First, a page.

“There is no question that there were people with as or worse disadvantages than Merrick had, but because he was so visibly deformed and reasonably eloquent, it was like ‘oh, isn’t it marvellous what we are able to do for him, isn’t is wonderful that we were able to see through that facade,’” he said.
The result is merely an “upscale” freak show, says Solomon.
“He’s placed into a society that treats him better, but doesn’t think of him as such,” he said.
“Every day he becomes more aware of everything he’s not.”
In a sense, Merrick’s deformities freed him from the societal falsehoods of the era.
“He had not been trained his whole life to hide behind a Victorian veneer,” said Winluck Wong, who plays Merrick.
Yet Merrick’s desire to be accepted threatens whatever “purity” his condition has afforded him.
In retaining his coveted position, Merrick tragically begins to adopt the cutthroat social devices that had held him down for most of his life.
“Now that he has a home and friends and is secure and doesn’t need to be in the freak show anymore — he values it enough in order to sacrifice other members to get it,” said Solomon.
Solomon opted for an extremely minimalist set design.
“What I hope to get out of the set is that we are in an environment that is regulated and symmetrical and not a lot of ways in and out of it,” said Solomon.
And while the effect isn’t meant to be glaringly obvious, the stage is loosely divided into three separate components in a virtual three ring circus. Merrick stays in the centre and the “rest of society” dwells in the outer two rings.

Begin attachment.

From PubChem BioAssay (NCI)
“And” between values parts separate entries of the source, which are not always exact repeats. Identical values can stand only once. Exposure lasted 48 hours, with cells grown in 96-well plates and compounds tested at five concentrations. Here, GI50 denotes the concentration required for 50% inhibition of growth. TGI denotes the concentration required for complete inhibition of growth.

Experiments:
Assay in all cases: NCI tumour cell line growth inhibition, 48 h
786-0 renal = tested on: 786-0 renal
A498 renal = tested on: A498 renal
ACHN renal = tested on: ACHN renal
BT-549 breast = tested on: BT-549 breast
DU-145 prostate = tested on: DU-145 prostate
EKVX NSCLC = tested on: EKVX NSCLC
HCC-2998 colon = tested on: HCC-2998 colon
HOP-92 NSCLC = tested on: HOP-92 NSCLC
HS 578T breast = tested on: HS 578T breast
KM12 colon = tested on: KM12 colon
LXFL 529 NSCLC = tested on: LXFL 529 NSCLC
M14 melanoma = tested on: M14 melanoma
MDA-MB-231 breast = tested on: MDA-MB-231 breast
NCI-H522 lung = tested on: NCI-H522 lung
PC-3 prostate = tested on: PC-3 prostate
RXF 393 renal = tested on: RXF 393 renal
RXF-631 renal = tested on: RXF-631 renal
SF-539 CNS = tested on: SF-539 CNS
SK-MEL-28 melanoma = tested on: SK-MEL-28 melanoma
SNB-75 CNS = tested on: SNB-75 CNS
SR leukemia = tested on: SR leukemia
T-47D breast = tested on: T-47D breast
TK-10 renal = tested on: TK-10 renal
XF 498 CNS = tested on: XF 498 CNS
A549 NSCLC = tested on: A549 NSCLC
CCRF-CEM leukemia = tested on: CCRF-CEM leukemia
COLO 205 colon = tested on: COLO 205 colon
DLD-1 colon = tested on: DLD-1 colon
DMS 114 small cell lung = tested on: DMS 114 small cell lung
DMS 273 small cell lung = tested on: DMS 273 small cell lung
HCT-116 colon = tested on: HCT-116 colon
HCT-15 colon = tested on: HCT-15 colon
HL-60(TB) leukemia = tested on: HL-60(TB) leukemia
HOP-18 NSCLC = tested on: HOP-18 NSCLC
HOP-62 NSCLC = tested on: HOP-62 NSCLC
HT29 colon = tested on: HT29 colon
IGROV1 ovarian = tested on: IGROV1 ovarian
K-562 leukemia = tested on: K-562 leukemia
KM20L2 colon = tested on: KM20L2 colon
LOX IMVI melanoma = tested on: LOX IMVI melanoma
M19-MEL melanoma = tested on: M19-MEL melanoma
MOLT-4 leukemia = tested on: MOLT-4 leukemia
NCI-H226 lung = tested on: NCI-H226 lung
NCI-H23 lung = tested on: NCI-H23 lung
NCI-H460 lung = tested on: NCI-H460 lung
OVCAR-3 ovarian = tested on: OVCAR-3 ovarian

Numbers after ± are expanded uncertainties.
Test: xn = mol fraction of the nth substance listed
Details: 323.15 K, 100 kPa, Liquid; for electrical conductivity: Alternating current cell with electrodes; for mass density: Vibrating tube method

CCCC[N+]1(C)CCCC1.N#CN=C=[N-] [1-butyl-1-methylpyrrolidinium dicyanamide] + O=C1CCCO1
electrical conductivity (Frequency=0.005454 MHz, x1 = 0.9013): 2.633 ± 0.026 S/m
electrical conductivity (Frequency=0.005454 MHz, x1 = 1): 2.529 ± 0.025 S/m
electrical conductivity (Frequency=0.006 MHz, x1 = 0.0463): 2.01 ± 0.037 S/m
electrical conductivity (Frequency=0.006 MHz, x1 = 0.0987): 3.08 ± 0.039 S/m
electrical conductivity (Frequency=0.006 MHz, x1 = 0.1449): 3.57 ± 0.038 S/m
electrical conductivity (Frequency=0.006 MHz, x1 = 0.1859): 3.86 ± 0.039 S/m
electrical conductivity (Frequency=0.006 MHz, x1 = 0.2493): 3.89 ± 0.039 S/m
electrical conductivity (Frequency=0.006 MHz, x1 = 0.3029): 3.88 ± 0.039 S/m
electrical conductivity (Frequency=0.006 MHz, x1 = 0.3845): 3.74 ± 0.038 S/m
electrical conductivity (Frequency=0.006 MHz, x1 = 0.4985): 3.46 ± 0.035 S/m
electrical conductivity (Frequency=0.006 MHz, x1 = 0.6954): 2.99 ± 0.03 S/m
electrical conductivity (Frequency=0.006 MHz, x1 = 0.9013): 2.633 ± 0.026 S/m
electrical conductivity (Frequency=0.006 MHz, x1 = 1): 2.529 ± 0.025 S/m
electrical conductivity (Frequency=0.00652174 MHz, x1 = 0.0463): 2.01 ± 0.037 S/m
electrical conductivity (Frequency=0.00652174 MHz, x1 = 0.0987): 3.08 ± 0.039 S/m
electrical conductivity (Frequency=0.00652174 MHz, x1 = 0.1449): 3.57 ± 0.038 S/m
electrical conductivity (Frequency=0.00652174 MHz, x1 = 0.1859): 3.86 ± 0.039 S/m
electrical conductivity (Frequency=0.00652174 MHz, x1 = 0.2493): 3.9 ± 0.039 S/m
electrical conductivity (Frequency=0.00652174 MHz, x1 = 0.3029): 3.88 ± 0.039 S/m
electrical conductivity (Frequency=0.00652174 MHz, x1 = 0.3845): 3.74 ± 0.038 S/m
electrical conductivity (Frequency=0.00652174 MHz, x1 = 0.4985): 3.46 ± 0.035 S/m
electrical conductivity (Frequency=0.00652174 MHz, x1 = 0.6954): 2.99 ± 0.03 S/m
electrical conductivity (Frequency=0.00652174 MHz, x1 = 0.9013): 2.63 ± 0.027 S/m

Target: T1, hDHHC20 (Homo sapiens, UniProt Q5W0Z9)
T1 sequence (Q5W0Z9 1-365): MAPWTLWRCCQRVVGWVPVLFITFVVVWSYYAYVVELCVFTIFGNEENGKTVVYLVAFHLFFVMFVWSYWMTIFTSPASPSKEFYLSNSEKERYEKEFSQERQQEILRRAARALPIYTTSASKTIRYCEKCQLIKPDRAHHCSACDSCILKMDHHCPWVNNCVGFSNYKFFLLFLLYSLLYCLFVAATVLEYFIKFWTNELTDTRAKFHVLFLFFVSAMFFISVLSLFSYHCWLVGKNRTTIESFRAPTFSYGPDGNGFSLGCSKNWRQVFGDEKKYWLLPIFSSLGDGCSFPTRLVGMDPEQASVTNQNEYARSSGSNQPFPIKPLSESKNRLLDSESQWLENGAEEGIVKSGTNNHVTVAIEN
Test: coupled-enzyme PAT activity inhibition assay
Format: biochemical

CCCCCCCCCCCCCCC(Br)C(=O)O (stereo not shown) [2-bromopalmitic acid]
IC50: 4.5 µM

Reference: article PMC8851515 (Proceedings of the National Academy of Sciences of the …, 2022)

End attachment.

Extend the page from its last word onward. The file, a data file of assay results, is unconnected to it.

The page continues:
Solomon looked to conduct the play under a latent carnivalistic atmosphere reminiscent of Merrick’s early employment in a carnival sideshow.
Throughout, the well-known film takes a decidedly different tack from the play. Rather than a purely historical adaptation, the play is more impressionistic — presenting a rich stable of symbolic devices, both overt and subtle.
Solomon’s carnival atmosphere is enhanced as characters occasionally enter into near-vaudeville setups.
In the last four years of his life, Merrick built, with his one workable hand, a cardboard model of St. Philip’s cathedral in Birmingham. Taking centre stage in numerous scenes, the model comes to represent the emotion and clarity that lies within Merrick’s own deformities.
The play goes right to the final night of Merrick’s life, when he chose to sleep laying down, rather than sitting up – as his massive head had always required.
Solomon interprets it as the final step to Merrick’s transformation into real society.
“He’s at a point where he’s either a member of society or he’s not — and he figured that if he could sleep like them and wake up from it, he would be fine,” said Solomon.
On April 11, 1890, at the age of 27, Merrick was found dead after his head became accidentally dislocated from his body.
The Elephant Man opens tonight and runs until the 15th, and then from the 18th to the 22nd at the Wood Street Centre. Tickets are available at Well-Read Books. They cost $15 apiece.
Contact Tristin Hopper at email@example.com